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Go Apps and the App Store

Question asked by CCAS on Aug 10, 2012
Latest reply on Jan 4, 2015 by planteg

While I have seen a few Go apps on the Apple App Store (for iPad and iPhone), they have all disappeared. These "apps" were FM databases that would run, as we know, via FM Go. From what I've read, it's no longer possible to get a Go app on the App Store because the Go app is not an application in and of itself (it is a database file that relies upon Go). This is true enough, but it's clearly also true that FM Go itself does nothing. It, in and of itself, is only relevant with access to a FM database built for it (and which it, itself, cannot create). Delete the sample databases that are delivered with Go's installation and you have...nothing.

 

Am I correct in this, or is it somehow possible to get a FM database designed specifically for mobile devices and FM go onto the App Store?

 

If not, this flies in the face of logic and challenges the notion of FM "development" itself. A while ago the idea of a Go "Runtime" app surfaced. As FM Go is now free, is there a good reason that FileMaker can't develop a "package" for developers that would install Go (if not already installed) as well as the developer's FM databases on Apple mobile devices? There are at least a couple of ways this "package" could be developed and none of them are complicated: a line or two of code could well do the trick. A fee to developers for this? Why not.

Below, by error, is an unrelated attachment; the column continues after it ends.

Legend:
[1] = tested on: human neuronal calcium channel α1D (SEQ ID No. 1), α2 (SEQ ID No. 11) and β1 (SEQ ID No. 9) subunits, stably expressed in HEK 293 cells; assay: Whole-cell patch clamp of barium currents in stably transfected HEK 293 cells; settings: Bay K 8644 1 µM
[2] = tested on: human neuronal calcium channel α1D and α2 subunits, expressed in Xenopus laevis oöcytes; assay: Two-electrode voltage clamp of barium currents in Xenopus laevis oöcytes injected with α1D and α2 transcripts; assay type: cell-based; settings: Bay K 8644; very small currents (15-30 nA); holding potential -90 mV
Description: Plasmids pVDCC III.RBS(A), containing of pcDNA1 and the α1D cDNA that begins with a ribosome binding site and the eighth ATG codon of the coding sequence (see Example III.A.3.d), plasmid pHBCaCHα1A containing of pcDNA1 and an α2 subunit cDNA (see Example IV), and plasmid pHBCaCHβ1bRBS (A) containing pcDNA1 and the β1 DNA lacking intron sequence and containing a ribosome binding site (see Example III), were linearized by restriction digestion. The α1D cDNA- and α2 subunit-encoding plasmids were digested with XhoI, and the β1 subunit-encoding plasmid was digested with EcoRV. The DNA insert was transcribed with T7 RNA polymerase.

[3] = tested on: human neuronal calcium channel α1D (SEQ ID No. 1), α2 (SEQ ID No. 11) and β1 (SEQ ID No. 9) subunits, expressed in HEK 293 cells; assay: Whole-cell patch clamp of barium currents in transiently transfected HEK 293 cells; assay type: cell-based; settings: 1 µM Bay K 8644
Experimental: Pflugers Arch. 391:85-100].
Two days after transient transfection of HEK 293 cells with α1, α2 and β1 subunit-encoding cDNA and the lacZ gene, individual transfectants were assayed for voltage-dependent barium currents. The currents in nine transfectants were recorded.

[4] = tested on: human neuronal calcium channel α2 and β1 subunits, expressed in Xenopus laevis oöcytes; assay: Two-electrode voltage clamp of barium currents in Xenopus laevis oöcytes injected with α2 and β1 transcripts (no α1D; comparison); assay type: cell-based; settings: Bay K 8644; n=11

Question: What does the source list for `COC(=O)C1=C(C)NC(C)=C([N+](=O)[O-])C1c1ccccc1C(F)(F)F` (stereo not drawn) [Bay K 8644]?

I recognize that this brings into play the fear that "soft" apps may flood the App Store and have an adverse impact on FileMaker. While a concern with some validity, to assert that the vast majority of App Store apps are of no greater substance than that of roasted marshmallows would be utter nonsense. The good ones make it, and the others quietly disappear. This, I believe, is how "markets" work. And I'd like to believe that there are enough "solid" Go apps out there that allowing them on the App Store would solidify, and most likely, significantly enhance FileMaker's position.

 

I mention all this only because Go and the iPad can open so many more doors than has been possible - and it must make good sense to maximize this potential.

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